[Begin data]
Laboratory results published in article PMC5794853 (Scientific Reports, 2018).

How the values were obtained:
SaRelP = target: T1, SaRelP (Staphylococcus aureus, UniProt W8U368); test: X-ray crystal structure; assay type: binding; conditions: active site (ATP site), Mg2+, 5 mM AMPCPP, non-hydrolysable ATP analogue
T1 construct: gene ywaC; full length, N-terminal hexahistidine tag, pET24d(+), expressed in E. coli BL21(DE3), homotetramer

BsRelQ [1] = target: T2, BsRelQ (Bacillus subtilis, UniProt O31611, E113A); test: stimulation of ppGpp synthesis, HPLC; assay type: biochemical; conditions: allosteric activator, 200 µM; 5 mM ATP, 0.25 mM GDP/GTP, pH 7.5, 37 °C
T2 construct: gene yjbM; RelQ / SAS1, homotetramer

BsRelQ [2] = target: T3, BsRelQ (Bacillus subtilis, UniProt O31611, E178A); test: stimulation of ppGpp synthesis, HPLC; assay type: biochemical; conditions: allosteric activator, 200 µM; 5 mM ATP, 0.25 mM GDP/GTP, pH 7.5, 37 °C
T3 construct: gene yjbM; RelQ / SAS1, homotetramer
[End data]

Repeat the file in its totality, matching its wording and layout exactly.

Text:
Laboratory results published in article PMC5794853 (Scientific Reports, 2018).

How the values were obtained:
SaRelP = target: T1, SaRelP (Staphylococcus aureus, UniProt W8U368); test: X-ray crystal structure; assay type: binding; conditions: active site (ATP site), Mg2+, 5 mM AMPCPP, non-hydrolysable ATP analogue
T1 construct: gene ywaC; full length, N-terminal hexahistidine tag, pET24d(+), expressed in E. coli BL21(DE3), homotetramer

BsRelQ [1] = target: T2, BsRelQ (Bacillus subtilis, UniProt O31611, E113A); test: stimulation of ppGpp synthesis, HPLC; assay type: biochemical; conditions: allosteric activator, 200 µM; 5 mM ATP, 0.25 mM GDP/GTP, pH 7.5, 37 °C
T2 construct: gene yjbM; RelQ / SAS1, homotetramer

BsRelQ [2] = target: T3, BsRelQ (Bacillus subtilis, UniProt O31611, E178A); test: stimulation of ppGpp synthesis, HPLC; assay type: biochemical; conditions: allosteric activator, 200 µM; 5 mM ATP, 0.25 mM GDP/GTP, pH 7.5, 37 °C
T3 construct: gene yjbM; RelQ / SAS1, homotetramer